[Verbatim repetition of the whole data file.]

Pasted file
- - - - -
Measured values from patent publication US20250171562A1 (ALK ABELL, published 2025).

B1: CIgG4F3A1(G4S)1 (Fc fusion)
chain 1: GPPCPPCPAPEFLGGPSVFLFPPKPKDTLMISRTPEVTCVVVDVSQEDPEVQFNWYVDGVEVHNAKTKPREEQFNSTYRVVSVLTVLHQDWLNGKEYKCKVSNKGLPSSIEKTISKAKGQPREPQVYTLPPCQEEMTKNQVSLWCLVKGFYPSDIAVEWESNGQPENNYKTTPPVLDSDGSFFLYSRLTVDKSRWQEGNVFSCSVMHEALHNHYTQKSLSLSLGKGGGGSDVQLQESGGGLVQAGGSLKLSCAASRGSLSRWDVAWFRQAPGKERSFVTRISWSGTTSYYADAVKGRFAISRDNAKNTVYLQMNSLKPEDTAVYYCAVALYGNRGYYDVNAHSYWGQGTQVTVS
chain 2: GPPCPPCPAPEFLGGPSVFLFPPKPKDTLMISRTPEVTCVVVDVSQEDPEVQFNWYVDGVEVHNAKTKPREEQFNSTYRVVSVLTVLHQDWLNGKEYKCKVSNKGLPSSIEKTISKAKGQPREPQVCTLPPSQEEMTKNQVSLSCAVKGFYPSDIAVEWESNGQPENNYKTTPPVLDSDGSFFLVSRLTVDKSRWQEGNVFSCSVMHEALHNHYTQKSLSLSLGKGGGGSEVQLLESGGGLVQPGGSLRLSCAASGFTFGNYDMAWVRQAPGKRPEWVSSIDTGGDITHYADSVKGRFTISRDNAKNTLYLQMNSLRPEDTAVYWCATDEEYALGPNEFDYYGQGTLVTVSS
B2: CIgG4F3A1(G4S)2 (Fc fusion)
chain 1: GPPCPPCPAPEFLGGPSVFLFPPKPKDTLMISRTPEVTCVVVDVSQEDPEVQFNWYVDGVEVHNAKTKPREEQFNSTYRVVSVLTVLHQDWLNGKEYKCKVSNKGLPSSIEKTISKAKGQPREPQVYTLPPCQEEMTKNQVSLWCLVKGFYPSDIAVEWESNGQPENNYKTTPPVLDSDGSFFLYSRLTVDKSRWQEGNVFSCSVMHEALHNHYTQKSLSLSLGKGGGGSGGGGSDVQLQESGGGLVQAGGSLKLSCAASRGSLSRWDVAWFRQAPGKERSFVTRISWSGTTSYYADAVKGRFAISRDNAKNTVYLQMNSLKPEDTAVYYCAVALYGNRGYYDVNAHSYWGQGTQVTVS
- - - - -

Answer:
Measured values from patent publication US20250171562A1 (ALK ABELL, published 2025).

B1: CIgG4F3A1(G4S)1 (Fc fusion)
chain 1: GPPCPPCPAPEFLGGPSVFLFPPKPKDTLMISRTPEVTCVVVDVSQEDPEVQFNWYVDGVEVHNAKTKPREEQFNSTYRVVSVLTVLHQDWLNGKEYKCKVSNKGLPSSIEKTISKAKGQPREPQVYTLPPCQEEMTKNQVSLWCLVKGFYPSDIAVEWESNGQPENNYKTTPPVLDSDGSFFLYSRLTVDKSRWQEGNVFSCSVMHEALHNHYTQKSLSLSLGKGGGGSDVQLQESGGGLVQAGGSLKLSCAASRGSLSRWDVAWFRQAPGKERSFVTRISWSGTTSYYADAVKGRFAISRDNAKNTVYLQMNSLKPEDTAVYYCAVALYGNRGYYDVNAHSYWGQGTQVTVS
chain 2: GPPCPPCPAPEFLGGPSVFLFPPKPKDTLMISRTPEVTCVVVDVSQEDPEVQFNWYVDGVEVHNAKTKPREEQFNSTYRVVSVLTVLHQDWLNGKEYKCKVSNKGLPSSIEKTISKAKGQPREPQVCTLPPSQEEMTKNQVSLSCAVKGFYPSDIAVEWESNGQPENNYKTTPPVLDSDGSFFLVSRLTVDKSRWQEGNVFSCSVMHEALHNHYTQKSLSLSLGKGGGGSEVQLLESGGGLVQPGGSLRLSCAASGFTFGNYDMAWVRQAPGKRPEWVSSIDTGGDITHYADSVKGRFTISRDNAKNTLYLQMNSLRPEDTAVYWCATDEEYALGPNEFDYYGQGTLVTVSS
B2: CIgG4F3A1(G4S)2 (Fc fusion)
chain 1: GPPCPPCPAPEFLGGPSVFLFPPKPKDTLMISRTPEVTCVVVDVSQEDPEVQFNWYVDGVEVHNAKTKPREEQFNSTYRVVSVLTVLHQDWLNGKEYKCKVSNKGLPSSIEKTISKAKGQPREPQVYTLPPCQEEMTKNQVSLWCLVKGFYPSDIAVEWESNGQPENNYKTTPPVLDSDGSFFLYSRLTVDKSRWQEGNVFSCSVMHEALHNHYTQKSLSLSLGKGGGGSGGGGSDVQLQESGGGLVQAGGSLKLSCAASRGSLSRWDVAWFRQAPGKERSFVTRISWSGTTSYYADAVKGRFAISRDNAKNTVYLQMNSLKPEDTAVYYCAVALYGNRGYYDVNAHSYWGQGTQVTVS